Navarre, a film set across time

The beautiful land of Navarre is full of forests, mountains, historical monuments, and charming villages where you can enjoy the most captivating cuisine. It should come as no surprise that it has been chosen as a film set for movies and series that have left an indelible mark on our cinematographic memory.


Land of cinema in the 20th century

Navarre has been the location for important films for several decades.

Films such as Cromwell, featuring Alec Guinness and Richard Harris released in the 1960s, will forever remain in our memories.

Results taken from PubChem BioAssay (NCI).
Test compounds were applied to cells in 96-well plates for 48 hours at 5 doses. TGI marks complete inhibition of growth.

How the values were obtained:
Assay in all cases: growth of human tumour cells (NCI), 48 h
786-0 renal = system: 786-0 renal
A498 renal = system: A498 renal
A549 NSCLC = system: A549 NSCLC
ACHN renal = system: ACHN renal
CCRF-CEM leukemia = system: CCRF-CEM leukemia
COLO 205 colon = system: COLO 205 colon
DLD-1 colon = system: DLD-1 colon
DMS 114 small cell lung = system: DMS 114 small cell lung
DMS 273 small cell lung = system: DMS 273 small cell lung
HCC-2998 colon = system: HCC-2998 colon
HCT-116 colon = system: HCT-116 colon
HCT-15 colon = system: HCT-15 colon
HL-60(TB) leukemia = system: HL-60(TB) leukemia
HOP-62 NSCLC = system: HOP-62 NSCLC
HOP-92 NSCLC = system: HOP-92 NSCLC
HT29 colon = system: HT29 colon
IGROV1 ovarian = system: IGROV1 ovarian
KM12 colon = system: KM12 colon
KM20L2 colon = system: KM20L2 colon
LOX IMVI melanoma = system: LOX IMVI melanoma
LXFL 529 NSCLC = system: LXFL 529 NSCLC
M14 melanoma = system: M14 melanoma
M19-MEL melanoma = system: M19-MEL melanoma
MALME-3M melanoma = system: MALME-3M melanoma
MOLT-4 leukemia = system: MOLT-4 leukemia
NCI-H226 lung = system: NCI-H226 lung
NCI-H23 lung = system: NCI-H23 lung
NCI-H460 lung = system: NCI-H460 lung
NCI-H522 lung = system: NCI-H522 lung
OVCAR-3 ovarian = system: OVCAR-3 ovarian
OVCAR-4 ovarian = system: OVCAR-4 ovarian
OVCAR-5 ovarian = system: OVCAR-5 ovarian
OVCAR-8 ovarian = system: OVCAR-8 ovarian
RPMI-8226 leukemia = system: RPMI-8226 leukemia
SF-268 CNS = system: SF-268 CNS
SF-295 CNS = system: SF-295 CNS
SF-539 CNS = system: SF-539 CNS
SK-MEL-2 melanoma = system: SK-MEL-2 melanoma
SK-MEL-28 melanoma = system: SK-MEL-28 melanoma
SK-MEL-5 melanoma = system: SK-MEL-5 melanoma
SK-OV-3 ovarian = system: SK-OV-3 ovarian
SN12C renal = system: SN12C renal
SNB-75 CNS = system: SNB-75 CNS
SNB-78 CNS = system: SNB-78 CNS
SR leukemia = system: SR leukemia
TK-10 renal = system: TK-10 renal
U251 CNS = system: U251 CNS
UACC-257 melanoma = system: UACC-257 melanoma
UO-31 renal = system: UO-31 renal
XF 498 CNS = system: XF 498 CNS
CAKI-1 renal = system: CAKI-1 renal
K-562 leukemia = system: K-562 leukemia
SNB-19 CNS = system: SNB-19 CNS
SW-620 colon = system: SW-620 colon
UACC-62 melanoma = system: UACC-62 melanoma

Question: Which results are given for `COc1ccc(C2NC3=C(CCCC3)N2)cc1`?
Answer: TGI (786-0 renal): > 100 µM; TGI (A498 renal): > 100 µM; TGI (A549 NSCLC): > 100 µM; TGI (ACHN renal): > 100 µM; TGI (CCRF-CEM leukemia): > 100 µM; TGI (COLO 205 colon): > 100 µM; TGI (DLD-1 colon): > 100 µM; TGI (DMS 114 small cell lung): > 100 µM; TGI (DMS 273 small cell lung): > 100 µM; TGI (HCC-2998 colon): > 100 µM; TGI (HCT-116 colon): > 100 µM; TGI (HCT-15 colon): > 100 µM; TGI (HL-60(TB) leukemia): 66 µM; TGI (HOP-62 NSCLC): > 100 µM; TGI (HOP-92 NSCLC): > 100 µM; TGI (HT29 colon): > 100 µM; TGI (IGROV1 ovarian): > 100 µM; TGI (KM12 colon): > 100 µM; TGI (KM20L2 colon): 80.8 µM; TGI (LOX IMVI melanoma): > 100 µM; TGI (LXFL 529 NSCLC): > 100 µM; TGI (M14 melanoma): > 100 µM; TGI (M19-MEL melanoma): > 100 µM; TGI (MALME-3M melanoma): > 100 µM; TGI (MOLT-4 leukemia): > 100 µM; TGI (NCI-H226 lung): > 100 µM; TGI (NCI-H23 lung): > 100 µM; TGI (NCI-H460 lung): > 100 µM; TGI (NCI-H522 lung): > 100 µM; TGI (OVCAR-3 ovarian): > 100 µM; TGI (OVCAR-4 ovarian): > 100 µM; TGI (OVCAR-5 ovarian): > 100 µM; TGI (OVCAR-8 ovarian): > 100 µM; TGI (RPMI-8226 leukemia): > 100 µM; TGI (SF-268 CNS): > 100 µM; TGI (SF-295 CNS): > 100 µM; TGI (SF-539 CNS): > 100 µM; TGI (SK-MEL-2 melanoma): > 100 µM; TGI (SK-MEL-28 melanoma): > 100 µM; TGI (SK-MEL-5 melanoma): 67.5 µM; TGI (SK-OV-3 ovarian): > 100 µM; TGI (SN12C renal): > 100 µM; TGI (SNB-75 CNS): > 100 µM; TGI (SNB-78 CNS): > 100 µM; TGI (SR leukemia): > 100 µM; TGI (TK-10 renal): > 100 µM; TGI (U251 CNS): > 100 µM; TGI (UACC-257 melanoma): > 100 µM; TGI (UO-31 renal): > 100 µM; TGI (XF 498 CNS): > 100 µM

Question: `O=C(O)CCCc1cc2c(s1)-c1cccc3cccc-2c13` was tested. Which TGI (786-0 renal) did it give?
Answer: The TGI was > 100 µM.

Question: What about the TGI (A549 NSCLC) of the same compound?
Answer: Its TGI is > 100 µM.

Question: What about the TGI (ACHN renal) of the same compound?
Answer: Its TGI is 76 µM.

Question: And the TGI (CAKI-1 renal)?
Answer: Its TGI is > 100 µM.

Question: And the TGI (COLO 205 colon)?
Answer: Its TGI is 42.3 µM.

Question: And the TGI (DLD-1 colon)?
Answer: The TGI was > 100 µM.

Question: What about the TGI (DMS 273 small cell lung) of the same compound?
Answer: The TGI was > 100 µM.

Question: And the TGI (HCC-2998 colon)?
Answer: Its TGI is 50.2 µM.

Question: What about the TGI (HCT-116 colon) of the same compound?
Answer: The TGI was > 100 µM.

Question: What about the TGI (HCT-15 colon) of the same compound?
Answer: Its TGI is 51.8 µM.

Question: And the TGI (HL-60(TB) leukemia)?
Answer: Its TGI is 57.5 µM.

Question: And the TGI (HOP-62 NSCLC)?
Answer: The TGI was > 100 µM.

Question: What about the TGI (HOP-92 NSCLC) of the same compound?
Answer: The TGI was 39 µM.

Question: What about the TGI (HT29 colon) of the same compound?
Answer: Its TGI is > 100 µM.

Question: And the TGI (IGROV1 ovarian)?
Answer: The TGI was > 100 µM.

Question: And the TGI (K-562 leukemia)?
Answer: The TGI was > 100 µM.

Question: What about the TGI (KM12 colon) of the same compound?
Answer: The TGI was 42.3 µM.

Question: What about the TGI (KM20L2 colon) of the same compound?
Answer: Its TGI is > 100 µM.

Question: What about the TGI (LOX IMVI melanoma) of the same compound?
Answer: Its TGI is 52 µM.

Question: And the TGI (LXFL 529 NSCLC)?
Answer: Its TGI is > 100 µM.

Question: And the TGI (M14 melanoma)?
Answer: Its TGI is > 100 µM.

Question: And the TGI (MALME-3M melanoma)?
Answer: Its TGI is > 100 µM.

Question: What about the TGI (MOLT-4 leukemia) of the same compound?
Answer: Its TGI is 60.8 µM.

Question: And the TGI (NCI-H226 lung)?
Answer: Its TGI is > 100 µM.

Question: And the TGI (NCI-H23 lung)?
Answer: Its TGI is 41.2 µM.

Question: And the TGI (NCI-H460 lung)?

The 1960s also gave us the unforgettable Patton, starring George C. Scott, who would go on to win an Oscar for his masterful portrayal of the controversial American general.

Curiously, some of the scenes in both films were filmed in the Sierra de Urbasa, a beautiful natural site located in the region of Tierra Estella-Lizarraldea.

The Sierra de Urbasa is a popular place for those seeking to relax and connect with nature. While you go on walks and routes suitable for all abilities, you’ll find waterfalls, forests that change colour at different times of the year as well as small family-owned restaurants where you can enjoy the famous Navarrese cuisine.

The Sierra de Urbasa, the backdrop for legendary films / Navarra Film Commission

Perhaps Sean Connery fell in love with these hearty mountain dishes while filming the film Robin and Marian in Navarre, alongside the legendary Audrey Hepburn and the great Robert Shaw.